The letter was sent to caliph v, mirza masroor ahmad sahib, current head of the ahmadiyya community, and also subsequently sent via email to various missionaries and some others, including officials, within the ahmadiyya community. The letter/emails run as follows:
“In the name of Allah, Most Gracious, Ever Merciful
Assalaamu ‘alaikum wa Rahmatullaah
I hope and pray you are in the very best of health, Ameen.
I am writing to express my concern that some ahmadis are claiming these days that four witnesses are required to support an accusation made against someone of rape, whereas this is only stipulated as a requirement in cases of zina in the Holy Qur’an.
On the other hand, we know from a study of the account of Hadhrat Yusuf a.s. that the wife of his egyptian master was guilty of attempted sexual assault, in that she used force (jabr) in trying to restrain him from running away from her towards the door when she was trying to seduce him, tearing his shirt from behind in the process, as stated in the Qur’an:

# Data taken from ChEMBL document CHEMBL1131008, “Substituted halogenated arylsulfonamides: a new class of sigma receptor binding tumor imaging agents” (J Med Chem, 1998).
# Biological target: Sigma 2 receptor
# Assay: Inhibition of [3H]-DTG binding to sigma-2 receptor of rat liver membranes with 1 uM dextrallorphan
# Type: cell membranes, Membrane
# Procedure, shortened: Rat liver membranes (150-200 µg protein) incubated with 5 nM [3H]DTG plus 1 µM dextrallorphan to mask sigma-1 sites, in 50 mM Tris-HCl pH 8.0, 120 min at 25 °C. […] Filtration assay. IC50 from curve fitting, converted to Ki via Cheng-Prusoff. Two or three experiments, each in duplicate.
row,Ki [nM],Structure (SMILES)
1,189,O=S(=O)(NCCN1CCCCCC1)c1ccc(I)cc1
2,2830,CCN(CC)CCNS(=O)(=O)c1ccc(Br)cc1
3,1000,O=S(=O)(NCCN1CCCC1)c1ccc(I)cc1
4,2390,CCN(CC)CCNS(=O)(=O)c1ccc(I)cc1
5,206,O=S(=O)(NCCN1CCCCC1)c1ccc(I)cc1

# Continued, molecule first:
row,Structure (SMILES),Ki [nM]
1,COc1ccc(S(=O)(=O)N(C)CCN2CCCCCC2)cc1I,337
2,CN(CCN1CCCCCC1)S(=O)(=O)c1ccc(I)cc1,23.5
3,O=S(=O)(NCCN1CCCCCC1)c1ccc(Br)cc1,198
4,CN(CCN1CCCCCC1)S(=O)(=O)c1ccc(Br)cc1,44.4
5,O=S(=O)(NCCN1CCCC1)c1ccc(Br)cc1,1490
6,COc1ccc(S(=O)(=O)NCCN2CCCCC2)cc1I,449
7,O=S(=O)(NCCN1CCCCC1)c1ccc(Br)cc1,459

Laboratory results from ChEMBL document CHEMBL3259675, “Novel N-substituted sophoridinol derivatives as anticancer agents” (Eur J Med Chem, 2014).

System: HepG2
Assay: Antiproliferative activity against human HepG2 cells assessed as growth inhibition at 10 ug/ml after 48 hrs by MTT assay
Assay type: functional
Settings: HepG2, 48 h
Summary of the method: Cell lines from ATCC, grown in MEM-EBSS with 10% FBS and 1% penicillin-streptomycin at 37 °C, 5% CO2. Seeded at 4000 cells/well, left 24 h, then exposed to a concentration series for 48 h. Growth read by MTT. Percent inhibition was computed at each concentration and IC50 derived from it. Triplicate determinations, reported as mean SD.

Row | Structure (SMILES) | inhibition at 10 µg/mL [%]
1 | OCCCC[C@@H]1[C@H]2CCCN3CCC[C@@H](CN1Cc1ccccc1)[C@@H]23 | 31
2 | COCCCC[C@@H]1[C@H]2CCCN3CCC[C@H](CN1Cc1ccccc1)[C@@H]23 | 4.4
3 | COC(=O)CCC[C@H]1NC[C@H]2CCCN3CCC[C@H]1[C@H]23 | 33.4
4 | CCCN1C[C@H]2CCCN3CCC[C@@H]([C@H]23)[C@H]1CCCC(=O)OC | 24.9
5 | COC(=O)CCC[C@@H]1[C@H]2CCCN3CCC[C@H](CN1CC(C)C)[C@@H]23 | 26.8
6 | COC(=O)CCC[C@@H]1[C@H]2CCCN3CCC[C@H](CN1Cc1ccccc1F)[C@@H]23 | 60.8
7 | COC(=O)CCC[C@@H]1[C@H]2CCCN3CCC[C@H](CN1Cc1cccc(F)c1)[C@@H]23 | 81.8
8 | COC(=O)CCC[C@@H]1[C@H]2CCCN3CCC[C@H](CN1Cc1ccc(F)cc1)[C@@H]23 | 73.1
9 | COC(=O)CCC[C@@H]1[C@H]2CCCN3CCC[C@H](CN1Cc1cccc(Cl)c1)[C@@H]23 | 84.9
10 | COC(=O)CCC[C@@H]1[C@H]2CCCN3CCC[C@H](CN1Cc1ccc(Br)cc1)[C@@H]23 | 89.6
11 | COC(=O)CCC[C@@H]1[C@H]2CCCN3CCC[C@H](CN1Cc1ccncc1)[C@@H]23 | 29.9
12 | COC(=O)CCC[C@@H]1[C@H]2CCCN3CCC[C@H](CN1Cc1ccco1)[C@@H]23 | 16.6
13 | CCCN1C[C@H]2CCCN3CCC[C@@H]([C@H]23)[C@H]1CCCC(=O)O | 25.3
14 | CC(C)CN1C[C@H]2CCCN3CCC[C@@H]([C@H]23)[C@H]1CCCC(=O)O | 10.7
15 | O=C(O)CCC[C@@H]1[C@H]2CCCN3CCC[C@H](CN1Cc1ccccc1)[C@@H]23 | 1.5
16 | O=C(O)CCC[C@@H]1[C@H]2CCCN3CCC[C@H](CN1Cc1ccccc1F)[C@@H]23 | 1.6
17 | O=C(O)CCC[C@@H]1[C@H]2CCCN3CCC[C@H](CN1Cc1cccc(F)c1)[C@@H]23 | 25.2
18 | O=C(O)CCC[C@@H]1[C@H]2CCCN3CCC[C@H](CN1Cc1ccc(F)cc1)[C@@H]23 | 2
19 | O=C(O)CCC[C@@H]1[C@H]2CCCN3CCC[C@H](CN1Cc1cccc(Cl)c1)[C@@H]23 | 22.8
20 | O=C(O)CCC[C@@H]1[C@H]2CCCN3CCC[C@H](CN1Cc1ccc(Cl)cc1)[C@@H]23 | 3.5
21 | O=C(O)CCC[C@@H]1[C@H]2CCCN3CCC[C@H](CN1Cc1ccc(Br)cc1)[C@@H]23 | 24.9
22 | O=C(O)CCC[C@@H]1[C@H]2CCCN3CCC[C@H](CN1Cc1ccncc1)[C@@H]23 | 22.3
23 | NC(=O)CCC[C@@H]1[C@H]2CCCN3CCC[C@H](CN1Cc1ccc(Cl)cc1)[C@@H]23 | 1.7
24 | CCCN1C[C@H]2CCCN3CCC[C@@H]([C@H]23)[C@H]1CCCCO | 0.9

[12:26] “And they both raced to the door, and she tore his shirt (lengthwise) from behind, and they found her husband at the door. She said, ‘What shall be the punishment of one who designed evil to thy wife, save imprisonment or a painful punishment?’”
Though she used the unspecific word ‘evil’ (soo’an) and not the word ‘rape’ (ightisaab), this may have been to highlight the enormity of attempted rape. Also, her suggestion of an unspecified painful punishment, perhaps lashing, stoning, or crucifixion, also supports the view that her accusation was one of attempted rape by him.
Hadhrat Yusuf a.s. countered her accusation by emphasising that she herself was the one who was guilty of attempted sexual assault, against his will, viz:
[12:27] “He said, ‘She, she it was who sought to lure me against my will.’ …”
We can also see that a single (expert) witness testimony using an argument based on the evidence sufficed to prove who was the guilty party:
[12:27] … And a witness of her household bore witness saying, ‘If his shirt is torn from the front, then she has spoken the truth and he is of the liars.
[12:28] “‘But if his shirt is torn from behind, then she has lied and he is of the truthful.’